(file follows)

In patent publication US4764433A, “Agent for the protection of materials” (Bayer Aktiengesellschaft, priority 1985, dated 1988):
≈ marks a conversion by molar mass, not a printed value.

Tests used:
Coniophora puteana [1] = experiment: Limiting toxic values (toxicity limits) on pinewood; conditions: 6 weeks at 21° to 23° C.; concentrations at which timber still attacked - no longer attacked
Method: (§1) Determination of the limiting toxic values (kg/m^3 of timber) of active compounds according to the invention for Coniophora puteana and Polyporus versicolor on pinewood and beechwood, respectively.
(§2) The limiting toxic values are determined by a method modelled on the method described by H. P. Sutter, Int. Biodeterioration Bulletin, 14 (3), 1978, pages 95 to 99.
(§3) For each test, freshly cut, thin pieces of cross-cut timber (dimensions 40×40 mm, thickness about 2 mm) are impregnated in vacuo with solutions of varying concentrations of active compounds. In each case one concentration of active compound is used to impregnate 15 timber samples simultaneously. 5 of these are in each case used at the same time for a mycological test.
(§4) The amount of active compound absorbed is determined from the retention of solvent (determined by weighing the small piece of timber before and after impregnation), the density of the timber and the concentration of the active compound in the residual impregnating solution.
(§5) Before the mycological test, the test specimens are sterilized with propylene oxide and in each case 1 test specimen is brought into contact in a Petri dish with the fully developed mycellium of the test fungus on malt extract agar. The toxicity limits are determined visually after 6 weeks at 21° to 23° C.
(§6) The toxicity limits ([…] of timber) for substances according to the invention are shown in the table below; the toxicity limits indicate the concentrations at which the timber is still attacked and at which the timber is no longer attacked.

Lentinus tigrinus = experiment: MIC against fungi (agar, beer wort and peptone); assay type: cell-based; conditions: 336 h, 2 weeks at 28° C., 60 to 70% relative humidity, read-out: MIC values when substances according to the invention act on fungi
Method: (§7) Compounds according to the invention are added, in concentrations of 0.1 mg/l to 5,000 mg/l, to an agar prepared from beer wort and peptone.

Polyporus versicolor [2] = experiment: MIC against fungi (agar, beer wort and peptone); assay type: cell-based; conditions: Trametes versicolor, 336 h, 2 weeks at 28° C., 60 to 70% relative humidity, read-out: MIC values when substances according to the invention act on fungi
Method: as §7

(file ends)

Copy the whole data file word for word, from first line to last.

In patent publication US4764433A, “Agent for the protection of materials” (Bayer Aktiengesellschaft, priority 1985, dated 1988):
≈ marks a conversion by molar mass, not a printed value.

Tests used:
Coniophora puteana [1] = experiment: Limiting toxic values (toxicity limits) on pinewood; conditions: 6 weeks at 21° to 23° C.; concentrations at which timber still attacked - no longer attacked
Method: (§1) Determination of the limiting toxic values (kg/m^3 of timber) of active compounds according to the invention for Coniophora puteana and Polyporus versicolor on pinewood and beechwood, respectively.
(§2) The limiting toxic values are determined by a method modelled on the method described by H. P. Sutter, Int. Biodeterioration Bulletin, 14 (3), 1978, pages 95 to 99.
(§3) For each test, freshly cut, thin pieces of cross-cut timber (dimensions 40×40 mm, thickness about 2 mm) are impregnated in vacuo with solutions of varying concentrations of active compounds. In each case one concentration of active compound is used to impregnate 15 timber samples simultaneously. 5 of these are in each case used at the same time for a mycological test.
(§4) The amount of active compound absorbed is determined from the retention of solvent (determined by weighing the small piece of timber before and after impregnation), the density of the timber and the concentration of the active compound in the residual impregnating solution.
(§5) Before the mycological test, the test specimens are sterilized with propylene oxide and in each case 1 test specimen is brought into contact in a Petri dish with the fully developed mycellium of the test fungus on malt extract agar. The toxicity limits are determined visually after 6 weeks at 21° to 23° C.
(§6) The toxicity limits ([…] of timber) for substances according to the invention are shown in the table below; the toxicity limits indicate the concentrations at which the timber is still attacked and at which the timber is no longer attacked.

Lentinus tigrinus = experiment: MIC against fungi (agar, beer wort and peptone); assay type: cell-based; conditions: 336 h, 2 weeks at 28° C., 60 to 70% relative humidity, read-out: MIC values when substances according to the invention act on fungi
Method: (§7) Compounds according to the invention are added, in concentrations of 0.1 mg/l to 5,000 mg/l, to an agar prepared from beer wort and peptone.

Polyporus versicolor [2] = experiment: MIC against fungi (agar, beer wort and peptone); assay type: cell-based; conditions: Trametes versicolor, 336 h, 2 weeks at 28° C., 60 to 70% relative humidity, read-out: MIC values when substances according to the invention act on fungi
Method: as §7